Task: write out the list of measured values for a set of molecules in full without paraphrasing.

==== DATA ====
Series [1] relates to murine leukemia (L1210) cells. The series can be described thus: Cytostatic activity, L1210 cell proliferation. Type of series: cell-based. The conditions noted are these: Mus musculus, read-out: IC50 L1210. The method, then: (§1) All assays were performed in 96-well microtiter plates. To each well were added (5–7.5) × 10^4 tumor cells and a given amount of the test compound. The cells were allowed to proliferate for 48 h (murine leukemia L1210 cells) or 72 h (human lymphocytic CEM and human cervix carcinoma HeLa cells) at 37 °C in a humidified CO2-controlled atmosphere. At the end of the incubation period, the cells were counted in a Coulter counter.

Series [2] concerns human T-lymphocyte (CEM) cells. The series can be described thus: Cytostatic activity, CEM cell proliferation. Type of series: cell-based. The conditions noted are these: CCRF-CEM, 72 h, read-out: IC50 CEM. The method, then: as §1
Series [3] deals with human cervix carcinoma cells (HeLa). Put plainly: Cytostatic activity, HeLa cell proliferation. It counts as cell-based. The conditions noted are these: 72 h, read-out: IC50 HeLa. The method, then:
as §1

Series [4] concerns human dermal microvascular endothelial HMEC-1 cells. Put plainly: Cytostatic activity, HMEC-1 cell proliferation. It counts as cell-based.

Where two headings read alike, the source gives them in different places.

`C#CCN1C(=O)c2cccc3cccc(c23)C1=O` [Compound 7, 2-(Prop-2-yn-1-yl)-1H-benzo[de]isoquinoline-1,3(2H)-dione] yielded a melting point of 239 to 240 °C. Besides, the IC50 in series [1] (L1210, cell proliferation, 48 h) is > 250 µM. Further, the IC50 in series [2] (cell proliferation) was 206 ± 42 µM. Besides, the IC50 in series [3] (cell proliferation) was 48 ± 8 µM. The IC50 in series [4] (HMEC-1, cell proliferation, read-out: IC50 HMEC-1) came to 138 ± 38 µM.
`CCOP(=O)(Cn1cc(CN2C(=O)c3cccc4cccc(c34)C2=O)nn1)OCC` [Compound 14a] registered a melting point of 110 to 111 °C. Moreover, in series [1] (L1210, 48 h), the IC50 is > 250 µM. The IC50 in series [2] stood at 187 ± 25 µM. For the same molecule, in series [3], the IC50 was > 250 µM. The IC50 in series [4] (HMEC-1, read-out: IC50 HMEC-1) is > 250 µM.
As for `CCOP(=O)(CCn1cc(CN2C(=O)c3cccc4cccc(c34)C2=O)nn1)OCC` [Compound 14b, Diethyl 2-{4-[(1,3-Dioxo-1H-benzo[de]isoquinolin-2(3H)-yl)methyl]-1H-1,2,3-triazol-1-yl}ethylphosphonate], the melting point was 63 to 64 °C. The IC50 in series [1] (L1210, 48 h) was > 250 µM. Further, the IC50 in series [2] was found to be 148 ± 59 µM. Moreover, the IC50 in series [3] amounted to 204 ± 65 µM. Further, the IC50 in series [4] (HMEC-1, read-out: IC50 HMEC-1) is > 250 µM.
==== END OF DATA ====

Series [1] relates to murine leukemia (L1210) cells. The series can be described thus: Cytostatic activity, L1210 cell proliferation. Type of series: cell-based. The conditions noted are these: Mus musculus, read-out: IC50 L1210. The method, then: (§1) All assays were performed in 96-well microtiter plates. To each well were added (5–7.5) × 10^4 tumor cells and a given amount of the test compound. The cells were allowed to proliferate for 48 h (murine leukemia L1210 cells) or 72 h (human lymphocytic CEM and human cervix carcinoma HeLa cells) at 37 °C in a humidified CO2-controlled atmosphere. At the end of the incubation period, the cells were counted in a Coulter counter.

Series [2] concerns human T-lymphocyte (CEM) cells. The series can be described thus: Cytostatic activity, CEM cell proliferation. Type of series: cell-based. The conditions noted are these: CCRF-CEM, 72 h, read-out: IC50 CEM. The method, then: as §1
Series [3] deals with human cervix carcinoma cells (HeLa). Put plainly: Cytostatic activity, HeLa cell proliferation. It counts as cell-based. The conditions noted are these: 72 h, read-out: IC50 HeLa. The method, then:
as §1

Series [4] concerns human dermal microvascular endothelial HMEC-1 cells. Put plainly: Cytostatic activity, HMEC-1 cell proliferation. It counts as cell-based.

Where two headings read alike, the source gives them in different places.

`C#CCN1C(=O)c2cccc3cccc(c23)C1=O` [Compound 7, 2-(Prop-2-yn-1-yl)-1H-benzo[de]isoquinoline-1,3(2H)-dione] yielded a melting point of 239 to 240 °C. Besides, the IC50 in series [1] (L1210, cell proliferation, 48 h) is > 250 µM. Further, the IC50 in series [2] (cell proliferation) was 206 ± 42 µM. Besides, the IC50 in series [3] (cell proliferation) was 48 ± 8 µM. The IC50 in series [4] (HMEC-1, cell proliferation, read-out: IC50 HMEC-1) came to 138 ± 38 µM.
`CCOP(=O)(Cn1cc(CN2C(=O)c3cccc4cccc(c34)C2=O)nn1)OCC` [Compound 14a] registered a melting point of 110 to 111 °C. Moreover, in series [1] (L1210, 48 h), the IC50 is > 250 µM. The IC50 in series [2] stood at 187 ± 25 µM. For the same molecule, in series [3], the IC50 was > 250 µM. The IC50 in series [4] (HMEC-1, read-out: IC50 HMEC-1) is > 250 µM.
As for `CCOP(=O)(CCn1cc(CN2C(=O)c3cccc4cccc(c34)C2=O)nn1)OCC` [Compound 14b, Diethyl 2-{4-[(1,3-Dioxo-1H-benzo[de]isoquinolin-2(3H)-yl)methyl]-1H-1,2,3-triazol-1-yl}ethylphosphonate], the melting point was 63 to 64 °C. The IC50 in series [1] (L1210, 48 h) was > 250 µM. Further, the IC50 in series [2] was found to be 148 ± 59 µM. Moreover, the IC50 in series [3] amounted to 204 ± 65 µM. Further, the IC50 in series [4] (HMEC-1, read-out: IC50 HMEC-1) is > 250 µM.